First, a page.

I often hear people ask, “Why does adoption cost so much?” Well for starters let me break down the costs involved with domestic adoption since that is the road that we choose. While I don’t appreciate the high cost of adoption I do kind of understand how it all adds up.
For starters anyone adopting in the United States needs a home study. For those of you not familiar with adoption a home study is a paper chase involving a family’s vital records, finances, marriage, and nitty gritty followed by a visit or visits with a social worker who will interview you about your life and house and then write a report approving you to adopt. So, rightfully so someone should pay the social worker and the agency overseeing the home study for this service. In domestic adoption the next step is creating your family’s profile. In our case, our agency requires a paper profile as well as an on-line profile which includes a professionally created video. You heard the words professionally created, right? Well, that translates to paying this professional company to make you a masterpiece. The hope is that your family will come alive on the video and birth families will be able to relate and visualize how a child would be raised in that family.
A very big part of domestic adoption is advertising. The agencies that get the most birth moms pay the most in advertising. That cost is then passed on to the families adopting through that agency. Wait times for a match are affected by the amount of birth mothers an agency is working with at any given time. That is a topic for another day. Then there are agency fees. And being an adoption professional I understand why there need to be agency fees to cover running the agency, the building, the copier, the mailings, and of course and paying someone like me. Let me also point out that most adoption agencies are non-profit or not-for-profit and so there should be a certain amount of checks and balances already in place because of this status.
The next category of adoption expenses involve fees associated with the birth mother. I am a big cheerleader for taking good care of the birth mom; after all, she is giving a family something they cannot otherwise have. There are state laws that mandate what is allowed and what is not allowed when it comes to birth mom expenses. Some states don’t allow any expenses and others allow everything from her portion of the rent, utilities, food, transportation to medical appointments and/or maternity clothes. I don’t want to get on my soap box here, but I have heard too many people have negative things to say about these expenses. Let’s just say that placing a child for adoption is no easy thing and if all that precious woman is getting in return for this selfless act is living expenses paid for a few months then I hardly can say that shouldn’t happen! In most cases this is a very small portion of the overall cost of adoption and is usually in the $3,000 to $5,000 range. Sometimes an adoptive family needs to pay for medical expenses for pre-natal care, labor and delivery. If the birth mom didn’t have insurance the agency can help her get insurance, but some things still won’t be covered. For example, sometimes only one ultrasound is covered and if you want to make sure everything is going well (and have a chance to find out the gender) like you would if you were pregnant, then the adoptive family will need to pay for an extra ultrasound. After the baby is born sometimes you will need to pay for care in the hospital. In our case, we needed to pay for our son’s newborn hearing test.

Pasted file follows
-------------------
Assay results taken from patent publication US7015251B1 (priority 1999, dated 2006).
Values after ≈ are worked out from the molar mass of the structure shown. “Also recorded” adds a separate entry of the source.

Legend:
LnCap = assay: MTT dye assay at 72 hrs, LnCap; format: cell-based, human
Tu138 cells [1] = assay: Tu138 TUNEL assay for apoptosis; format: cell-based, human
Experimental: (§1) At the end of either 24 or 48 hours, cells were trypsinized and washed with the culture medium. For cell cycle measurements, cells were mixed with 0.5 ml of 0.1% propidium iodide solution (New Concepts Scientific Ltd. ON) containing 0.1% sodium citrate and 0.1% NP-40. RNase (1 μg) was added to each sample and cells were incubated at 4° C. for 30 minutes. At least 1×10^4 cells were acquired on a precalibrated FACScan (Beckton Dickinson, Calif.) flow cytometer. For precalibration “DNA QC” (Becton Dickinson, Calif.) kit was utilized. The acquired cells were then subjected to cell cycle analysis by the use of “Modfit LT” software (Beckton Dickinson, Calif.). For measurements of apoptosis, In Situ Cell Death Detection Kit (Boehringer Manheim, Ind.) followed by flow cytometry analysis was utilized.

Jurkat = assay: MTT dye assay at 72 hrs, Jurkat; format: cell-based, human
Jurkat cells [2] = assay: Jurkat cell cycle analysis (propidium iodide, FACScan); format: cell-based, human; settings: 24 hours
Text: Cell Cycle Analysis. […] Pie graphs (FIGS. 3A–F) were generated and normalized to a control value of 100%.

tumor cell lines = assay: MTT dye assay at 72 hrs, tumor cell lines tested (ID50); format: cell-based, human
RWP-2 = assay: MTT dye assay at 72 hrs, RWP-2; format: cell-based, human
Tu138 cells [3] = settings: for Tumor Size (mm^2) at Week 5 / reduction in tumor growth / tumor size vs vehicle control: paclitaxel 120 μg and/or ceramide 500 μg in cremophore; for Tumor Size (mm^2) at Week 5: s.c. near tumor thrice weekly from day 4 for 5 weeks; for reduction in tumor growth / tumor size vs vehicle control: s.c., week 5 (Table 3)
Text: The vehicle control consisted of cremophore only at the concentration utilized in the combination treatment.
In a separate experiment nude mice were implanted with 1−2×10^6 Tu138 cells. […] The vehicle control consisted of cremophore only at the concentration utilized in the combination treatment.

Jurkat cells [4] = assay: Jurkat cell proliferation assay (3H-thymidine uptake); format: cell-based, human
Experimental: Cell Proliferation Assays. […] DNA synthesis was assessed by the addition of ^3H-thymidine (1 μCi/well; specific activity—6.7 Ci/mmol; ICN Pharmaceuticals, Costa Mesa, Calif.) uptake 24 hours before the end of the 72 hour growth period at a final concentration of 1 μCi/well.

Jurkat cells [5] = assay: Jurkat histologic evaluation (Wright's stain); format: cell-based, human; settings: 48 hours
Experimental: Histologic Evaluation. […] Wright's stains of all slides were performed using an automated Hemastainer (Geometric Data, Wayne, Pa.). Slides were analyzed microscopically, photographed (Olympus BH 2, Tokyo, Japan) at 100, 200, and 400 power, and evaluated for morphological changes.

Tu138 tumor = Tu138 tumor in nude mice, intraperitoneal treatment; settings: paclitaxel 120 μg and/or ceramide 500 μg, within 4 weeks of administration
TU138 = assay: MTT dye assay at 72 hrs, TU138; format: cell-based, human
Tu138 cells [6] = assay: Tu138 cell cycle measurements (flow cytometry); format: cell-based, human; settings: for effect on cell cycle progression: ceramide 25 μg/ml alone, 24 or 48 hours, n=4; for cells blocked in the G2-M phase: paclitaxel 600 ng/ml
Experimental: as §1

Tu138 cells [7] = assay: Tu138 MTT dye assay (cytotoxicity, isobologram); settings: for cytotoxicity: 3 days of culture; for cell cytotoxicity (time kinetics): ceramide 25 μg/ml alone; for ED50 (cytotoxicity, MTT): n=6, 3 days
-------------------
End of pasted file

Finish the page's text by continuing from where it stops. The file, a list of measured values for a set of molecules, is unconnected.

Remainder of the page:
Don’t forget travel costs. Adoptive families need to be ready to jump on a plane at an unforeseen time to fly to an unforeseen place for an unforeseen length of time – usually 2 to 3 weeks total. Because you typically can’t plan this too far in advance or wait for that sale on airfare, it can be very costly.
Lastly, but very importantly there are legal fees. Every successful adoption requires a good adoption attorney, even for families working with an agency (and in that case it is often provided through the agency). If you don’t have a reputable adoption attorney your adoption may not be as legally safe as it should be, and that is a recipe for potential heartache and disaster. The attorney will handle all aspects of termination of the birth parents rights, birth father searches and advertising, and finalization of the adoption.
Overall, the average domestic adoption costs between $30,000 and $45,000. No, you did not read that wrong. There are some instances where it could cost less, or could cost more. There are a lot of numbers out there but this is what I feel accurately reflects the real total costs from start to finish. For international adoption the fees structure may include orphanage donations, immigration costs both for the U.S. and the child’s country of origin, higher cost of travel and many other miscellaneous fees depending on what country you adopt from. Because so I am a mom by the gift of adoption and an adoption professional, I really have a desire to educate people about adoption. Please feel free to ask me any questions and I will do my best to give you an educated answer or guess.